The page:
, and Community Lots -- is not entirely an agreed upon thing. Some gamers believe that it is connected to the number of each structure type you have already in your town while others believe that the valuation is based exclusively on the Level of your Town.
To be honest we are not absolutely certain that it is one or the other, or that it is not a combination of both. What we are certain of however is that the cost to build goes up with each new building in-type you add to your town, and the more your town is worth over-all, the more it tends to cost to add to it.
We can completely understand it if a time comes when you decide that you actually want to spend real-world money for Life Points or social
Points in order to buy a premium bit of digital fluff with which you feel your town is not complete without - but if the day ever comes where you seriously consider paying real-world money to purchase Simoleons
to use in the game then something has gone seriously wrong.
In simple terms you should NEVER need to do that.
To smooth this out in your mind it may help you to understand the basic economic model used in the process of writing this guide and in creating the in-game economy you are playing under...
The American economist and sociologist Thorstein Bunde Veblen (July 30, 1857 – August 3, 1929) is widely considered to be the Nostradamus of Economics, being generally recognized as functioning on level or even perhaps slightly smarter than his colleague, British economist and economic philosopher John Maynard Keynes, CB, FBA and also the 1st Baron Keynes (5 June 1883 – 21 April 1946).
Veblen is widely considered to be the leader of the institutional economics movement, whereas Keynes is often called the master of macroeconomics - the significant bit you should take away from that is that these two very smart men established criteria that is still being used today by governments as the rules for modern economic management.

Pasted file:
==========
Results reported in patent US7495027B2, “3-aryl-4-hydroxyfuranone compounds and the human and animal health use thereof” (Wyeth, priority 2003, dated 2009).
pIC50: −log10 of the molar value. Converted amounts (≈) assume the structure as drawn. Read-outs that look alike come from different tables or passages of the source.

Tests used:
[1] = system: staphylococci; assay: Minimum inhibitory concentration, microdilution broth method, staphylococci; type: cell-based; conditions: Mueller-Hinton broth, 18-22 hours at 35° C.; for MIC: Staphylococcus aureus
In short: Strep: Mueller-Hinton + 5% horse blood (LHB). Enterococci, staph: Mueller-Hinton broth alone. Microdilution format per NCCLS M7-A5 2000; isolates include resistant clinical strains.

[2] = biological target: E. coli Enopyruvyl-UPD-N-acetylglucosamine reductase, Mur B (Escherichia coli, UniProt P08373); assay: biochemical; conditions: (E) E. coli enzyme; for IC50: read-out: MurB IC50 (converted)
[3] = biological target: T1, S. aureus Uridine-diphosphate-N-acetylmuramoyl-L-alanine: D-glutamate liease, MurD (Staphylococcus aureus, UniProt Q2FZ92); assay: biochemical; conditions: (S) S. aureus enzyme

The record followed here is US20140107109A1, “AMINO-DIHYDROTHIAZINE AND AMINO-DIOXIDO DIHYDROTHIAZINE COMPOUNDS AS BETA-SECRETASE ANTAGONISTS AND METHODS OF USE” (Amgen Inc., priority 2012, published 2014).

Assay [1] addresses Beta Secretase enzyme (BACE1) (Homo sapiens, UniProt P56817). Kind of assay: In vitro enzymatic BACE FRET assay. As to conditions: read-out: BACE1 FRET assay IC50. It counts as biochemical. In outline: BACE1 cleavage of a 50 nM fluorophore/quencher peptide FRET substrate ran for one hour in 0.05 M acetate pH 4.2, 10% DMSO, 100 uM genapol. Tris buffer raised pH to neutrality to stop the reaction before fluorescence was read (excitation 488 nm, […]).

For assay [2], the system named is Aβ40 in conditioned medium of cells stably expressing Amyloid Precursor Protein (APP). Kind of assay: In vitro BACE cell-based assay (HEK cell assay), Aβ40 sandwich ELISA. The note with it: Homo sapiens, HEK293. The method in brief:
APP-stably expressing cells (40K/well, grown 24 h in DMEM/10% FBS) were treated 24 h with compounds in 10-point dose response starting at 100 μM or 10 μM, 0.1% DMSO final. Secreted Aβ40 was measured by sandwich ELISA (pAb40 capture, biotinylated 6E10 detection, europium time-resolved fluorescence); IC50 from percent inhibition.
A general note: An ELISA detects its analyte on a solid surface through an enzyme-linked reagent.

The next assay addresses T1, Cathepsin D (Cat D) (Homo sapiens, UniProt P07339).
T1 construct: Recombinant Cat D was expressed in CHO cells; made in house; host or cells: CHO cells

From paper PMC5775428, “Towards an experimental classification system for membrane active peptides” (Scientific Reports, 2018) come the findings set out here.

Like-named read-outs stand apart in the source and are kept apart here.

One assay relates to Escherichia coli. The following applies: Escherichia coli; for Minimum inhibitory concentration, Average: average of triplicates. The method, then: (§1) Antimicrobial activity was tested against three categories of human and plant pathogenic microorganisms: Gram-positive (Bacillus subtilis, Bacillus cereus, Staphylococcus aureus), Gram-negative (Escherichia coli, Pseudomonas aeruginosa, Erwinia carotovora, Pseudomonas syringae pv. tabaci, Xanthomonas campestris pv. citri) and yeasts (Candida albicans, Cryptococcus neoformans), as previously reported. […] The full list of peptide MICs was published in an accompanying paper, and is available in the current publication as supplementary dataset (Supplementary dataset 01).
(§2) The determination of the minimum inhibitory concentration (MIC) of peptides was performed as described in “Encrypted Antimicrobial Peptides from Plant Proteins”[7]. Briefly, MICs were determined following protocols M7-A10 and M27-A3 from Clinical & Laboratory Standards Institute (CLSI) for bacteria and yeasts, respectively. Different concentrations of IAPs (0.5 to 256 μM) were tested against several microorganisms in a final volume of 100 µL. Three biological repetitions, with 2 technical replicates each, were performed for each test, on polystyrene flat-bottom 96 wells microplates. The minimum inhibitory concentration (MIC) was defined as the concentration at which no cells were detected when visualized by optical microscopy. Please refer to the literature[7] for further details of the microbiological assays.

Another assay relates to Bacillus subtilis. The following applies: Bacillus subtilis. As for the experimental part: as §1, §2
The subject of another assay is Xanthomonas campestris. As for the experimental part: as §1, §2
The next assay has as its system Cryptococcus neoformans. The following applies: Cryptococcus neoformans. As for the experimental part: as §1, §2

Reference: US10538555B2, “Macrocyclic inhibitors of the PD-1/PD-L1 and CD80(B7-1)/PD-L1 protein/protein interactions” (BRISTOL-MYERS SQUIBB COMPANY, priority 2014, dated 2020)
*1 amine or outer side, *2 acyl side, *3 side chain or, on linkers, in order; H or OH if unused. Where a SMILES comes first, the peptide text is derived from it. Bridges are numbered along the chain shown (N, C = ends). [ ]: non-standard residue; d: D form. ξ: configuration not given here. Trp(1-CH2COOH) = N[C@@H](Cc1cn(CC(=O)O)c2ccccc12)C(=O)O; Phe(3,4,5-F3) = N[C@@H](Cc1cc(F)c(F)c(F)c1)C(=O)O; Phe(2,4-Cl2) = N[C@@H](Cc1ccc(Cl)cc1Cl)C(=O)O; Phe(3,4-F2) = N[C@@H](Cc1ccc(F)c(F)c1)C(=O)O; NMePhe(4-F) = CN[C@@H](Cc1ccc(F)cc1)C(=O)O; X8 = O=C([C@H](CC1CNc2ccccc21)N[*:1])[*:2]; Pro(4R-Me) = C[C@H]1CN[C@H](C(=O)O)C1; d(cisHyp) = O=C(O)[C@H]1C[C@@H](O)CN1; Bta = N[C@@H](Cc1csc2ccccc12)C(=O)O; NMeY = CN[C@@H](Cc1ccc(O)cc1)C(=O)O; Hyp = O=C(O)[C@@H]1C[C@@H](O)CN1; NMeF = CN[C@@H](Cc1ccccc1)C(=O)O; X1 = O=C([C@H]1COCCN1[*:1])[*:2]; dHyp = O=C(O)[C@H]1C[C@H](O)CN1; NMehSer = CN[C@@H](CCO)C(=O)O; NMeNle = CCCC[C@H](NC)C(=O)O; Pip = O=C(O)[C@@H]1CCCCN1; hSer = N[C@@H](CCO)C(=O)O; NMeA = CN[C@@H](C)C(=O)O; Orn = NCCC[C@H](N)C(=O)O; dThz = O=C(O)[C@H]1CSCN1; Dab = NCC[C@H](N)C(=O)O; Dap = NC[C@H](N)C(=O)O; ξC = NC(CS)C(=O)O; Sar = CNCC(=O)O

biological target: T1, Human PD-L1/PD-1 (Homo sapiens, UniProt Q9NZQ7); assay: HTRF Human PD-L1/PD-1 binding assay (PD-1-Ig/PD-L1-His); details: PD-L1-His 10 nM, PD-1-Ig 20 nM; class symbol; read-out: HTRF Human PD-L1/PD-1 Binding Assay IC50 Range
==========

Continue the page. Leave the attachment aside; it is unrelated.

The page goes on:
Where Veblen is famous for combining a Darwinian evolutionary perspective as a fusion to his institutional approach to economic analysis, whereas Keynes - in addition to being the most influential economist of the 20th century - spearheaded an approach to economic thinking that was partly aimed at automatically providing full-employment to pretty much the entire national workforce (as long as workers were flexible about wage demands and were willing to bargain over that issue).
According to Keynesian economics there is a demonstrated need in society for government intervention in order to moderate what is usually called the "boom and bust" effect for regular economic intercourse.
The important bit you should take away from this is that the two approaches are not mutually exclusive and each has valid elements not only being demonstrated today in real life but, and this is more to the point, serve as the underpinnings for the economic model used in the game respective of the increases in overall cost for building construction in each of the four classes.